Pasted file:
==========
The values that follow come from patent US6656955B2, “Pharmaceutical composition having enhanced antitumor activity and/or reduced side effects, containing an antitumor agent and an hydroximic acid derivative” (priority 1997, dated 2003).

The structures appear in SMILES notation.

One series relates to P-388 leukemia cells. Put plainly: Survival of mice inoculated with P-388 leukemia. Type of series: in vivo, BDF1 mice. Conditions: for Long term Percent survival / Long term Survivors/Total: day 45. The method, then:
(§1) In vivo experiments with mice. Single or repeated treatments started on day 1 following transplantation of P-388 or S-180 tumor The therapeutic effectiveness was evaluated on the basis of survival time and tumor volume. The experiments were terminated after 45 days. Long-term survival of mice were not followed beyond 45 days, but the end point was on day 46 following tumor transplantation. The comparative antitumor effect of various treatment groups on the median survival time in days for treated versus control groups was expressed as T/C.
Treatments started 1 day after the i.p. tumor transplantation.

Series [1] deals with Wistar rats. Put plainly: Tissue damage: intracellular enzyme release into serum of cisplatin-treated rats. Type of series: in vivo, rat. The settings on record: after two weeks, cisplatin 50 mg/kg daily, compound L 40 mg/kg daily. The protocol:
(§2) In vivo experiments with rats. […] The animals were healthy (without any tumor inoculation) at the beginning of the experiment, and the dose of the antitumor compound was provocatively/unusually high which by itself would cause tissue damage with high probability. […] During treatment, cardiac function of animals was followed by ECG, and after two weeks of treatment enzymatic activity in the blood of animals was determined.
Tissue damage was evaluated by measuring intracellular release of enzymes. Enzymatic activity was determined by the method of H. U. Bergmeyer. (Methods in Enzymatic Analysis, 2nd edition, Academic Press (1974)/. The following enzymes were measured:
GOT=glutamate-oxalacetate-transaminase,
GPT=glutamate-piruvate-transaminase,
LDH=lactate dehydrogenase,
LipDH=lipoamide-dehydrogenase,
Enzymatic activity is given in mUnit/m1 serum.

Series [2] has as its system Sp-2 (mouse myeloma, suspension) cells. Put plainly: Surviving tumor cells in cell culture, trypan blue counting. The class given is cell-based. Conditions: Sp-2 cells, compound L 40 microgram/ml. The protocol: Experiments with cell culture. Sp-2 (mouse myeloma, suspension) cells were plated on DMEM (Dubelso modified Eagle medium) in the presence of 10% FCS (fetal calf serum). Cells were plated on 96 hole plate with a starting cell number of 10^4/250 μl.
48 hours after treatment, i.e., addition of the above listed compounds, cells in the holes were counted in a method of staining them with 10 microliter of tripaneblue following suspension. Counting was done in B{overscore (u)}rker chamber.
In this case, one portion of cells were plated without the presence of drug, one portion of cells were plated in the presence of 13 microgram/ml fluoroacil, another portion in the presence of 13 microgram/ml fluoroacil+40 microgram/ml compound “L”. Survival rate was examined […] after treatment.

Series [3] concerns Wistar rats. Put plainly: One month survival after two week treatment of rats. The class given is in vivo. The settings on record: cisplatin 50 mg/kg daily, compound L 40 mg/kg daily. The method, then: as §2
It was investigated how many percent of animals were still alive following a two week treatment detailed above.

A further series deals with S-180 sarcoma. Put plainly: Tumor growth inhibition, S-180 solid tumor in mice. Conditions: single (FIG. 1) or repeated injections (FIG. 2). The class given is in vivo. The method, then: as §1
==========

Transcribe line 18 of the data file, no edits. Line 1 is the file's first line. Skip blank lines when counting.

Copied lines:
It was investigated how many percent of animals were still alive following a two week treatment detailed above.